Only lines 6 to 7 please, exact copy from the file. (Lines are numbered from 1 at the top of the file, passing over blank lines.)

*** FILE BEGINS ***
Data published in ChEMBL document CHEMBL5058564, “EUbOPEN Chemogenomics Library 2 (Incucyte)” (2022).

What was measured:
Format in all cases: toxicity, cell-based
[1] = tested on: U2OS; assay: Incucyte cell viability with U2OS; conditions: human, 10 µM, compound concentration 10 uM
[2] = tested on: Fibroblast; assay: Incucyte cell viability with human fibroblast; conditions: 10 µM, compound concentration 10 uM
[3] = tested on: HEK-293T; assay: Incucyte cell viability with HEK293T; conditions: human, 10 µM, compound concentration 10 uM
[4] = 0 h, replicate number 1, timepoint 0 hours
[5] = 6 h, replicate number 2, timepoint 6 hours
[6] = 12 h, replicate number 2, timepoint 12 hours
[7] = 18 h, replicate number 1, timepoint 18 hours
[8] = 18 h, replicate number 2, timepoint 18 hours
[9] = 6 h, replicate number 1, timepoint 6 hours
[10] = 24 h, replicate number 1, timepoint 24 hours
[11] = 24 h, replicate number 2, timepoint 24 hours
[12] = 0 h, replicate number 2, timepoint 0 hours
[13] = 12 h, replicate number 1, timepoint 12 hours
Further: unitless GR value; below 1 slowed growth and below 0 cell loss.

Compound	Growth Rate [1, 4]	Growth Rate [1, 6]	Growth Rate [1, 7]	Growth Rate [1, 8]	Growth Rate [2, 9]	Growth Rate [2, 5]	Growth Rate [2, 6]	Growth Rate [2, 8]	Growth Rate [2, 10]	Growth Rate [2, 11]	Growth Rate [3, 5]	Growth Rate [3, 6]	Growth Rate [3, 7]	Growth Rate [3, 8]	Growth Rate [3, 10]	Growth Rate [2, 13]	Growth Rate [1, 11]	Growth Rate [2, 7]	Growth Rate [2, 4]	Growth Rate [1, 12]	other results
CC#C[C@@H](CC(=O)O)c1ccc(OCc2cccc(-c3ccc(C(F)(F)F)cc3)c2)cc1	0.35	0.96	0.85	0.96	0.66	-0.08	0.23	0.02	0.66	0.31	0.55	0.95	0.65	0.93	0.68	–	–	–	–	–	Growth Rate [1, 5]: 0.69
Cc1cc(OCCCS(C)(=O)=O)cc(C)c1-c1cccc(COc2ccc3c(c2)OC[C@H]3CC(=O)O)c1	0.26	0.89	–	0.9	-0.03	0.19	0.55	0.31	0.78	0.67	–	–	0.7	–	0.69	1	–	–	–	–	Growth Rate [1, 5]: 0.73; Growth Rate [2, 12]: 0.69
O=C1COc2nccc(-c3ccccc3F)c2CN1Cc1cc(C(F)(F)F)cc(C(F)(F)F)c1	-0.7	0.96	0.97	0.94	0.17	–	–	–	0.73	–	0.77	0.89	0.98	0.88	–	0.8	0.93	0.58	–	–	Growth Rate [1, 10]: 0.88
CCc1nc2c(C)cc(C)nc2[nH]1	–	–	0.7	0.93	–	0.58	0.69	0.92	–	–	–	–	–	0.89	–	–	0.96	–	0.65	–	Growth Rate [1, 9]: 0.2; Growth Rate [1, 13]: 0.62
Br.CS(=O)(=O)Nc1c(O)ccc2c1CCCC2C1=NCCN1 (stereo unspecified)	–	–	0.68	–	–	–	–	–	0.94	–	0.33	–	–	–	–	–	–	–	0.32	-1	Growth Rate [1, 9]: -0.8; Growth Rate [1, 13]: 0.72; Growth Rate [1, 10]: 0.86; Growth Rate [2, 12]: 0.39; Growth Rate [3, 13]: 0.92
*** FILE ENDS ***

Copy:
[3] = tested on: HEK-293T; assay: Incucyte cell viability with HEK293T; conditions: human, 10 µM, compound concentration 10 uM
[4] = 0 h, replicate number 1, timepoint 0 hours